I am also considering my options here. I own a first generation Mac Pro with 16GB RAM and I am planning to upgrade in a year. I plan to spend max. 4000€ on the new machine, but on the other hand my Mac Pro does what I want and it is fast enough. I don't do any graphic intensive stuff, sometimes I convert films but that's it...i use a lot of VMware, so I need the RAM and I like the expansion capabilities, so an iMac cant be an option for me. I have 4 HDs inside the Mac Pro, giving me a total of 5TB of storage. The question is, how future proof is this machine? Do you guys think that Apple will drop support on 10.7? If not, then I think I should keep it for two more years and then upgrade.
     
  18. Hellhammer Moderator

    Hellhammer

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    #18
    The issue with it is that it runs 32-bit EFI meaning that if the 10.7 will be 64-bit only (no 32-bit kernel like in 10.6), it won't run 10.7 but we know nothing about 10.7, not even its schedule so it will last you for at least another year.

    It's hard to say atm because we don't have the information we need :( However, it will run 10.6 so even if it didn't run 10.7, it would still work
     
  19. qaq macrumors newbie

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    Aug 7, 2010
    #19
    100 is about going rate

    Got mine for 89 for a pair
    there are a bunch buy it nows for 120 for a pair
     
  20. petvas macrumors 601

    petvas

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    Mannheim, Germany
    #20
    How do you know that 10.7 won't support EFI32? I don't believe that Apple would do that...
     
  21. Hellhammer Moderator

    Hellhammer

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    #21
    I didn't say 10.7 won't, I said IF 10.7 won't support it. None of us knows does it so it's just guessing.
     
  22. THX1139 macrumors 68000

    THX1139

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    Mar 4, 2006
    #22
    I HAD the same machine as the OP and ran into the opportunity to sell it, so I did. The reason I sold mine was that it was getting too old to update and I couldn't justify spending money on discontinued processors. If I were to dump new processors in the machine, I might as well spend a few hundred more and get a new one. I also didn't like the fact that the older models did not support booting into 64bit and they run hotter and (slightly) nosier than what Apple is currently offering. And the video card options are extremely poor unless you are okay with flashing a PC version. I wasn't.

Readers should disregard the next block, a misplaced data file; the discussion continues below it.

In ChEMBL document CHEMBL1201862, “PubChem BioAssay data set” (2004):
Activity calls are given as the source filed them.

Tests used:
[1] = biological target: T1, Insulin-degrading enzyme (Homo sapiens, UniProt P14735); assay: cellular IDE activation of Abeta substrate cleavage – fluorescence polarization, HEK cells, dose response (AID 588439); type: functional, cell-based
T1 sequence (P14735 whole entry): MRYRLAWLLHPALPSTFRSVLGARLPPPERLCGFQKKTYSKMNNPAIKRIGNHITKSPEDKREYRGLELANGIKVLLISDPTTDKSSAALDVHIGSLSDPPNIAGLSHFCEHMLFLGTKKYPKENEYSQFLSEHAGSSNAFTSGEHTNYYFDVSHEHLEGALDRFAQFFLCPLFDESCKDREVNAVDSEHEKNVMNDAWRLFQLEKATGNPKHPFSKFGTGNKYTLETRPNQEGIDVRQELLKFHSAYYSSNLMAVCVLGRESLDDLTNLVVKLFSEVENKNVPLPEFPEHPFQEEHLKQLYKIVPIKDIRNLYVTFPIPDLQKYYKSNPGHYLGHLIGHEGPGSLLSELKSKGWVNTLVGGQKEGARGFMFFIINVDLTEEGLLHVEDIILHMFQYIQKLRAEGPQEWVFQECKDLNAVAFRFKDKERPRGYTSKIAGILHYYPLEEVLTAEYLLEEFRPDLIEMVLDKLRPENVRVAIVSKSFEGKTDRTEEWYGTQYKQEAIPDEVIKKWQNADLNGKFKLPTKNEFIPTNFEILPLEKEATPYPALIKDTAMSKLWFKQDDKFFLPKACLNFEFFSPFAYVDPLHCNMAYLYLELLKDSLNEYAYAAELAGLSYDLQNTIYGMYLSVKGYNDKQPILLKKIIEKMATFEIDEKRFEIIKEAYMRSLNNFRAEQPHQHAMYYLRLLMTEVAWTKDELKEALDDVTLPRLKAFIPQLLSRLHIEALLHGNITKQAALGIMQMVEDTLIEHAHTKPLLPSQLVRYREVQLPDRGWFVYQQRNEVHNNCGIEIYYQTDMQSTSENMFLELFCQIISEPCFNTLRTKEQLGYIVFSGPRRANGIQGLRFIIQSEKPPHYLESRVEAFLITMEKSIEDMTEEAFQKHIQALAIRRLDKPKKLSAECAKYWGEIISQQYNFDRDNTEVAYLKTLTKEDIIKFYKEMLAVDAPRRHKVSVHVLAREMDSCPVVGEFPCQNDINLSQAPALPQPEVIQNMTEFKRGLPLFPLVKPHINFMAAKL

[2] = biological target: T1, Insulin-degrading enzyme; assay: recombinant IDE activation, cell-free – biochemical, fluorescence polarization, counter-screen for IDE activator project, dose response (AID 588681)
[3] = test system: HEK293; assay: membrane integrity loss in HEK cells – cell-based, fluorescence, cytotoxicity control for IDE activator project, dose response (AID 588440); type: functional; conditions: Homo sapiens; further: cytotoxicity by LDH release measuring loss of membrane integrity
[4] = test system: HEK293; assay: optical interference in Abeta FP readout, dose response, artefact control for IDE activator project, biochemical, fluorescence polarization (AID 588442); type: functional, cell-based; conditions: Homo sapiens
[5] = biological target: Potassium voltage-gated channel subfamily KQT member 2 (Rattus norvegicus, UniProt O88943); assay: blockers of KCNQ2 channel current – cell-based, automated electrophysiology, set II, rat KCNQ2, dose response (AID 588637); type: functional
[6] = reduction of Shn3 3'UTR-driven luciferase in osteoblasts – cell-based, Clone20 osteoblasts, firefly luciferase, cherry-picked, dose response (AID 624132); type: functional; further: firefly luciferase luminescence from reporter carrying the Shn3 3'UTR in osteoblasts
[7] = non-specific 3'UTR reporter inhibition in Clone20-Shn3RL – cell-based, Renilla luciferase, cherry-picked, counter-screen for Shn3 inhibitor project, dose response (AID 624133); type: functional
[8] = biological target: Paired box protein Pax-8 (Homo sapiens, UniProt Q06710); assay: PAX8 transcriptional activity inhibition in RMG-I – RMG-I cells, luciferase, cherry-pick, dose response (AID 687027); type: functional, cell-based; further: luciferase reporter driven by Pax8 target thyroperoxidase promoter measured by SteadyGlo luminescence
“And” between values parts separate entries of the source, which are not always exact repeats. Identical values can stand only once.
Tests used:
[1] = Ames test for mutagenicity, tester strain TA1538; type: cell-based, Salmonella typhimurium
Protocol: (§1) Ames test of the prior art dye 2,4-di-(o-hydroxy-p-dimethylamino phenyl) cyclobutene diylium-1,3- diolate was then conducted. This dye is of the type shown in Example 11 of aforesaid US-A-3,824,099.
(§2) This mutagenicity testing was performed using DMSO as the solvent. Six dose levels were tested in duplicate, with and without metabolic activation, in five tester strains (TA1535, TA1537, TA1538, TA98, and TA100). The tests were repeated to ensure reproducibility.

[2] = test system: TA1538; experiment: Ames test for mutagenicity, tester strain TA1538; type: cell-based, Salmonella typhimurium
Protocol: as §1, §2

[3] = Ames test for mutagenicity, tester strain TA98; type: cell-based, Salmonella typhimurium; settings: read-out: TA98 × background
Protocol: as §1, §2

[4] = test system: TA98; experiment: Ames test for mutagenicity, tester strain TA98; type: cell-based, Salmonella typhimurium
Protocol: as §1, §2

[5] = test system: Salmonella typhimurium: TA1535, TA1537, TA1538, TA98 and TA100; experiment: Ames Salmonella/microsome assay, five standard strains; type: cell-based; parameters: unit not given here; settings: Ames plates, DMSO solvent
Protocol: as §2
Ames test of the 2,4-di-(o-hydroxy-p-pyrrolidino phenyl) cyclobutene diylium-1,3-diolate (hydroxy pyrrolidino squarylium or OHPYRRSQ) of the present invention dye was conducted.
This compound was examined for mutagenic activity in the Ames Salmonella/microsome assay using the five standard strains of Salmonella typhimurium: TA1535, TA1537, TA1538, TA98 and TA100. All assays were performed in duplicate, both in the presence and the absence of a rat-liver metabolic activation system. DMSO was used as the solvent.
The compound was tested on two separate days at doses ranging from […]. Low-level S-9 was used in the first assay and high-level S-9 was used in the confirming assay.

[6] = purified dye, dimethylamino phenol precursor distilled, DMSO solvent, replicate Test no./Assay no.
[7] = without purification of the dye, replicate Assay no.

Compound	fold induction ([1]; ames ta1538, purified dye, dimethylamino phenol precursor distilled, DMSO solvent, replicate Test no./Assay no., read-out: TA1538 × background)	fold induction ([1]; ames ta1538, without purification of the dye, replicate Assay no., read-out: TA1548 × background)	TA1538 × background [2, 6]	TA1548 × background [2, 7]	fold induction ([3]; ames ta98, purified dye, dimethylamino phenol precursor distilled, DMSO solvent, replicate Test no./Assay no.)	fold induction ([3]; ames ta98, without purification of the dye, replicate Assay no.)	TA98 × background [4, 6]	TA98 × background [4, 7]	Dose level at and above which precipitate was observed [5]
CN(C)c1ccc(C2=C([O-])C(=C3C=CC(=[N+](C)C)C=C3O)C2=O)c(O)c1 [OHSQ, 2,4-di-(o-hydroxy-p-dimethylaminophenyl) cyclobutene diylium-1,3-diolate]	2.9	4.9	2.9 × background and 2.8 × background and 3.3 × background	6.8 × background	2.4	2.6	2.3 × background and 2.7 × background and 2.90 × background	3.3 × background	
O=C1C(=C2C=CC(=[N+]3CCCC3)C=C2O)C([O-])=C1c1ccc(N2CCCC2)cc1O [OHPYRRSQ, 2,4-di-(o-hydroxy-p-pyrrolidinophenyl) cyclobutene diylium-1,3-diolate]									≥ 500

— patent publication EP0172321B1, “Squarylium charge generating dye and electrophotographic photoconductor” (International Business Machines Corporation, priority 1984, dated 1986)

Final Cut Studio in it's current status, doesn't take advantage of the extra CPUs when it comes to rendering. Until it does (if ever), it favors a faster more efficient processor. I really think the iMac i7 will smoke the Mac Pro 2.66 in Final Cut Studio, and it costs only a little bit more than the value of a used 2.66. And to me it is sad that an iMac is somewhat better computer performance/value wise than the entry level Mac Pro.

    As for storage, I don't think that is a justifiable reason to buy a Mac Pro. There are just too many other external options that work great. For example, you can buy a new iMac and send it to OWC and have it fitted for eSata. Then you can run an eSata raid if you need speed or multiple drives, or buy a Voyager and have the ability to swap out bare 3.5 inch drives using FW800 (fast), or eSata (faster). I'm using the Voyager on my Macbook Pro now and it's working flawlessly and it's just as fast as the system drive. I have a collection of drives and I am able to quickly swap out a drive whenever I need to and I am able to cheaply expand my storage collection. Whenever I see a sale on hard drives, I never have to wonder "where" it's going to go in my computer. The thing I like about it the most, is that I don't have to have a drive installed into a computer spinning when I don't need it.

    If I were the OP, I would up the ram to 8GB and wait to see what Apple does next year. It's not like he's using the full potential of the machine! And, for what he's doing, he might not need anything faster in the near term. If anything, his current computer is over-kill for what he's using if for. I think he is going through that "I want a new machine justification" stage that we all go through when new ones come out. But if he MUST buy a new machine, then I think the iMac i7 is a better value (over the current Mac Pro's) for the type of work he is doing.
     
  23. THX1139 macrumors 68000

    THX1139

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    Mar 4, 2006
    #23
    If that happens, the resale value of the 2.66 is going to plummet. Or, at least it will be hard to sell it to people that know the OS is at the end of the line. I certainly wouldn't give full value to it.
     
  24. GiantDolphin macrumors member

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    Apr 23, 2010
    #24
    Just to chime in as a MP 1,1 owner who took the aforementioned upgrade route.... I had the same machine as the original OP. I took out the 5150's and replaced them with a pair of x5365 I bought on ebay for $500 each. I also replaced my original nvidia 7300GT video card for a flashed ATI 4870. Did this several months ago. Not had a single problem yet, and it has much improved performance for intense 3D work and 4k film editing. I'm very happy with the upgrade and fine to keep using this machine until something truly special finally comes along. I don't think the new mac pros are it IMO.
     
  25. nanofrog macrumors G4

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    May 6, 2008
    #25
    Apple's not into supporting interim products long given their history (i.e. PPC users couldn't upgrade to 10.6), and there was a front page article on MR or Ars some time back (2009). So OS X retaining support for 2x Kernels (K32 + K64) will be short-lived.

    When it goes K64 exclusively is the question. It may occur in 10.7 or 10.8, and 10.7 seems to have been delayed as the developers were pulled for the iOS project as I understand it.

    Combine this with already shrinking graphics card support, you would be advised to really sit down and examine your usage (whether or not your existing system would suffice for a long enough period of time to justify dumping anything into upgrades v. getting a new system of some sort; iMac, MP, whatever).

    I'd expect so.